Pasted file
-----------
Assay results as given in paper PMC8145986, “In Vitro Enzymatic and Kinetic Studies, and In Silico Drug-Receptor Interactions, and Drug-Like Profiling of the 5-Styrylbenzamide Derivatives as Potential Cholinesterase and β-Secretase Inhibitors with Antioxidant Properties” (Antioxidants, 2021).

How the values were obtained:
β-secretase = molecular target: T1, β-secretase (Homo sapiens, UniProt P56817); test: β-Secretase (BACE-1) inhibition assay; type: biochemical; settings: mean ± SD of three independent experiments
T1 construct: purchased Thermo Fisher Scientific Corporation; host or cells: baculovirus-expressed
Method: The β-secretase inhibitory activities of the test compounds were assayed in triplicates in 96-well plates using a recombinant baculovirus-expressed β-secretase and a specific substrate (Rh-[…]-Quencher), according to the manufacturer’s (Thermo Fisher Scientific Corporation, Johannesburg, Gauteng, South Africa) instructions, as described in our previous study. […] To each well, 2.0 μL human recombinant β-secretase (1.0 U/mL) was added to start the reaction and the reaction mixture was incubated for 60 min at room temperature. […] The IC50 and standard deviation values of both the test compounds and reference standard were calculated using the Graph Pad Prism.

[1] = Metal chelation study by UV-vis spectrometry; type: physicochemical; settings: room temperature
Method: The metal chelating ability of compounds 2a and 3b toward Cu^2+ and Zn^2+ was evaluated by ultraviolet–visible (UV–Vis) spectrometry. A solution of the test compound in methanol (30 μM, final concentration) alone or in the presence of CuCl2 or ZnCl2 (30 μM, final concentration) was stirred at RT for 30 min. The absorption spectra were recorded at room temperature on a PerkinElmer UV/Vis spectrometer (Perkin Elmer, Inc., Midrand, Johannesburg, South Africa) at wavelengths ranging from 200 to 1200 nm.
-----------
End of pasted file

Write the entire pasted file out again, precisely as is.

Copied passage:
Assay results as given in paper PMC8145986, “In Vitro Enzymatic and Kinetic Studies, and In Silico Drug-Receptor Interactions, and Drug-Like Profiling of the 5-Styrylbenzamide Derivatives as Potential Cholinesterase and β-Secretase Inhibitors with Antioxidant Properties” (Antioxidants, 2021).

How the values were obtained:
β-secretase = molecular target: T1, β-secretase (Homo sapiens, UniProt P56817); test: β-Secretase (BACE-1) inhibition assay; type: biochemical; settings: mean ± SD of three independent experiments
T1 construct: purchased Thermo Fisher Scientific Corporation; host or cells: baculovirus-expressed
Method: The β-secretase inhibitory activities of the test compounds were assayed in triplicates in 96-well plates using a recombinant baculovirus-expressed β-secretase and a specific substrate (Rh-[…]-Quencher), according to the manufacturer’s (Thermo Fisher Scientific Corporation, Johannesburg, Gauteng, South Africa) instructions, as described in our previous study. […] To each well, 2.0 μL human recombinant β-secretase (1.0 U/mL) was added to start the reaction and the reaction mixture was incubated for 60 min at room temperature. […] The IC50 and standard deviation values of both the test compounds and reference standard were calculated using the Graph Pad Prism.

[1] = Metal chelation study by UV-vis spectrometry; type: physicochemical; settings: room temperature
Method: The metal chelating ability of compounds 2a and 3b toward Cu^2+ and Zn^2+ was evaluated by ultraviolet–visible (UV–Vis) spectrometry. A solution of the test compound in methanol (30 μM, final concentration) alone or in the presence of CuCl2 or ZnCl2 (30 μM, final concentration) was stirred at RT for 30 min. The absorption spectra were recorded at room temperature on a PerkinElmer UV/Vis spectrometer (Perkin Elmer, Inc., Midrand, Johannesburg, South Africa) at wavelengths ranging from 200 to 1200 nm.